Editor's Note: This article was originally presented at ESC Boston 2011.
The purpose of MISRA C and MISRA C++ guidelines are not to promote the use of C or C++ in critical systems. Rather, the guidelines accept that these languages are being used for an increasing number of projects. The guidelines discuss general problems in software engineering and note that C and C++ do not have as much error checking as other languages do. Thus the guidelines hope to make C and C++ safer to use, although they do not endorse MISRA C or MISRA C++ over other languages.
MISRA C is a subset of the C language. In particular, it is based on the ISO/IEC 9899:1990 C standard, which is identical to the ANSI X3.159-1989 standard, often called C ’89. Thus every MISRA C program is a valid C program. The MISRA C subset is defined by 141 rules that constrain the C language. Correspondingly, MISRA C++ is a subset of the ISO/IEC 14882:2003 C++ standard. MISRA C++ is based on 228 rules, many of which are refinements of the MISRA C rules to deal with the additional realities of C++.
In Part One, Compiler Development introduced MISRA C and MISRA C++ and presented the taxonomy of rules.
In Part Two, Compiler Development reviewed the rules mentioned in Part One. Now, Part Three is applying MISRA.
MISRA C and MISRA C++, in their entirety, are obviously not for everyone. MISRA was designed for the automotive market where reliability is of the utmost importance, but manufacturers in other markets, such as game machines, may be able to tolerate less reliability in order to cram more features into the product. But, in terms of security, a simple and well-conceived design usually wins. It’s hard to imagine an extremely secure design that doesn’t lend itself to quite a number of the MISRA rules.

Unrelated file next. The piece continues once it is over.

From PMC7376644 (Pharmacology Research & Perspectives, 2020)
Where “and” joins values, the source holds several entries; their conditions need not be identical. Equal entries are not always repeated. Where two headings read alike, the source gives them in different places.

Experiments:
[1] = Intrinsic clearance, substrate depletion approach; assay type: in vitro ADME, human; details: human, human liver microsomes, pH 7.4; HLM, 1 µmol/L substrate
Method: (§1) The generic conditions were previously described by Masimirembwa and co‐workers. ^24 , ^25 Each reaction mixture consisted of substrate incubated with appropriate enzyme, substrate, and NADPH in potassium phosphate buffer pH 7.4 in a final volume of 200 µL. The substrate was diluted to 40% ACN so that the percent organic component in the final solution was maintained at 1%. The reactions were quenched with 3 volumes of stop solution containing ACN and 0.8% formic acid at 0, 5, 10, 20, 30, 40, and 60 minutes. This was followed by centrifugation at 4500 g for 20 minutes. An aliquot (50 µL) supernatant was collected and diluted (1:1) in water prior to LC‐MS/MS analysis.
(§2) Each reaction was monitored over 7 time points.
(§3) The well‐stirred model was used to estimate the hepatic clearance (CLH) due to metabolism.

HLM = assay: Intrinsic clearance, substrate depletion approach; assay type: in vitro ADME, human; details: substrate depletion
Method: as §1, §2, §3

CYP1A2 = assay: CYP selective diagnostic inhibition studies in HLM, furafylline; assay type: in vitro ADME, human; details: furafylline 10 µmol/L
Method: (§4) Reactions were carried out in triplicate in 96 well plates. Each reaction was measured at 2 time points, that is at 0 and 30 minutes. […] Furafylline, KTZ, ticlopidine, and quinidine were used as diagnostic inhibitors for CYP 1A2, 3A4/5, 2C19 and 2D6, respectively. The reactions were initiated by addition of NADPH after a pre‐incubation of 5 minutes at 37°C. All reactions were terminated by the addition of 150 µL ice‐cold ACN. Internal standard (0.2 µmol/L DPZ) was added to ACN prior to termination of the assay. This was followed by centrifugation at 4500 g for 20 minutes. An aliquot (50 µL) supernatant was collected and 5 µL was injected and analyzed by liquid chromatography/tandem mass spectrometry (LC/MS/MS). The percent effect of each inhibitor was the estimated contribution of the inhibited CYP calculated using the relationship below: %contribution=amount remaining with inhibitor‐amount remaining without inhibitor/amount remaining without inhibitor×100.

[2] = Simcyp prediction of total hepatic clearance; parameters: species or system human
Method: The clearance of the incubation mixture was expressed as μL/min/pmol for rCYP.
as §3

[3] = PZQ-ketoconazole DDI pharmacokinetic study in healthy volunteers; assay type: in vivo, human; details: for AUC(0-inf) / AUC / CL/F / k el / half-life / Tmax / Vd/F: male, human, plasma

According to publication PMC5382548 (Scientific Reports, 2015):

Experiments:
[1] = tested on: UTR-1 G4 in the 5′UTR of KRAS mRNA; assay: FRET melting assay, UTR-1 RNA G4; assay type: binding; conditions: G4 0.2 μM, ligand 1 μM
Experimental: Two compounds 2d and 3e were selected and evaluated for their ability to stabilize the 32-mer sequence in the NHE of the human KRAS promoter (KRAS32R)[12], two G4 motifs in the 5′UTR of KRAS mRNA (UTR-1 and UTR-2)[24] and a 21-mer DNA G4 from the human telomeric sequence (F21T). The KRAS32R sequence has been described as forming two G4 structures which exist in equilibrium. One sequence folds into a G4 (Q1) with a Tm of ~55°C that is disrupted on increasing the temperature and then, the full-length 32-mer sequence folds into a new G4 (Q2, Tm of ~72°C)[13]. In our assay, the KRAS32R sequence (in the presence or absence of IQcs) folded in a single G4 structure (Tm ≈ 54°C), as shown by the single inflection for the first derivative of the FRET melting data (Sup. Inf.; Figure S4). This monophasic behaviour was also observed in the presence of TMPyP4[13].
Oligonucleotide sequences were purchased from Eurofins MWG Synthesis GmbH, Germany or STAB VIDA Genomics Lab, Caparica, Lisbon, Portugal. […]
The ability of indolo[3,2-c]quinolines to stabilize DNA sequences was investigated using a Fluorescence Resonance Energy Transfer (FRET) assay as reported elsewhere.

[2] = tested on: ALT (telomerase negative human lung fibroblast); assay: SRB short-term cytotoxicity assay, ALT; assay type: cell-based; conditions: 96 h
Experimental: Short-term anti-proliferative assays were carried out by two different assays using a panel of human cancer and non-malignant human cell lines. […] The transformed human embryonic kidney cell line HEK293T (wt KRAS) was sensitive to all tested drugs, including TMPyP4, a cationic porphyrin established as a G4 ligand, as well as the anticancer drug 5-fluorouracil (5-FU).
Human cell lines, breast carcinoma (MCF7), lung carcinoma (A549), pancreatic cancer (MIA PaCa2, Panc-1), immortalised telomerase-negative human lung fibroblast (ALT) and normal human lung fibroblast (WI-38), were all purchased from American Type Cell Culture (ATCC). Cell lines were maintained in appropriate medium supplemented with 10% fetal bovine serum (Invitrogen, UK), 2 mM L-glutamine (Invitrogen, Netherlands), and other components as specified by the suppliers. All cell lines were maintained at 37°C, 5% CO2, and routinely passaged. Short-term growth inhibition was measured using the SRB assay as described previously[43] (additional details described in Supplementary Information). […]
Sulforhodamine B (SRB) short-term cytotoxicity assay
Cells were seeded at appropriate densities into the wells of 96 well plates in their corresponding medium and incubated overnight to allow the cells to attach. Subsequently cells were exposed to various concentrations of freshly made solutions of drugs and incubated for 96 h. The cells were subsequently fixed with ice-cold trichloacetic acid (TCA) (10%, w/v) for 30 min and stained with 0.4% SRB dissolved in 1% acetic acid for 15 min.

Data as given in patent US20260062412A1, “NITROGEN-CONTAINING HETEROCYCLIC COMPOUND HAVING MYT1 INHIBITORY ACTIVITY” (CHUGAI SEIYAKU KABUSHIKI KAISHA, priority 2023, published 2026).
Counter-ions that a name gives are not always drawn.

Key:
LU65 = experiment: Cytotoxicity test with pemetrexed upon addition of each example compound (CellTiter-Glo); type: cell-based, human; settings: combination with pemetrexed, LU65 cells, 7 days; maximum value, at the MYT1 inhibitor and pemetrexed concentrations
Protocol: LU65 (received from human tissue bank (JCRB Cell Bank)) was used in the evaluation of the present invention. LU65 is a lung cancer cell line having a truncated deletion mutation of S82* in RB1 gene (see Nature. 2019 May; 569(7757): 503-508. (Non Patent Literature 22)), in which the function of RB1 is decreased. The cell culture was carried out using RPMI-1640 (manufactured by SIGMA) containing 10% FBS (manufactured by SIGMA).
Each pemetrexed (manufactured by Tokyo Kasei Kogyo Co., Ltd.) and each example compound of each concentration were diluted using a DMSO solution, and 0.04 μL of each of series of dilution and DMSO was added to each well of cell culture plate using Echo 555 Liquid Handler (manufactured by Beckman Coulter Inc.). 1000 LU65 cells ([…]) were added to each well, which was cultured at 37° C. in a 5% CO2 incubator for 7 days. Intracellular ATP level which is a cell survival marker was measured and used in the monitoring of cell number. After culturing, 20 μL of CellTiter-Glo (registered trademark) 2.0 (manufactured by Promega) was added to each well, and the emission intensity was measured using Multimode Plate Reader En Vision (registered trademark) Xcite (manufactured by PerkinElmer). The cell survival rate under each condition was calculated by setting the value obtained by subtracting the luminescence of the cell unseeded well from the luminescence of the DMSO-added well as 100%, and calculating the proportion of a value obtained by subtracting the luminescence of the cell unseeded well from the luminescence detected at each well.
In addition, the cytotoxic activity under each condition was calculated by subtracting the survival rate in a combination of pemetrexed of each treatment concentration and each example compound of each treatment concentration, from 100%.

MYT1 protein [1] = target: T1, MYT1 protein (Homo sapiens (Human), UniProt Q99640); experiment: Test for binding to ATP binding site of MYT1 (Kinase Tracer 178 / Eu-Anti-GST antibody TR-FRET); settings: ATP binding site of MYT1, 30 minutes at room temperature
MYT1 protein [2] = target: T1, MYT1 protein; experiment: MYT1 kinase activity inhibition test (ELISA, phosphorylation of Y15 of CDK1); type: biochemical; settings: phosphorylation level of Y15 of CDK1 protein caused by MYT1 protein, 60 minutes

As discussed earlier, some of the rules in the standard are advisory. One need not always follow them, although they are not supposed to just be ignored. Even the mandatory rules do not need to be observed everywhere. But, a manufacturer wishing to claim that his product is MISRA compliant must have a list of where it was necessary to deviate from the rules, along with other documentation mentioned in the standard.
A looser approach might suffice in many cases where total compliance is not necessary. For example, let’s consider dynamic memory allocation. Some projects might only use dynamic memory in rare circumstances. It might be wise for an embedded development team to look through their uses of dynamic memory to verify that their use of dynamic memory is truly safe.
Consider the following example: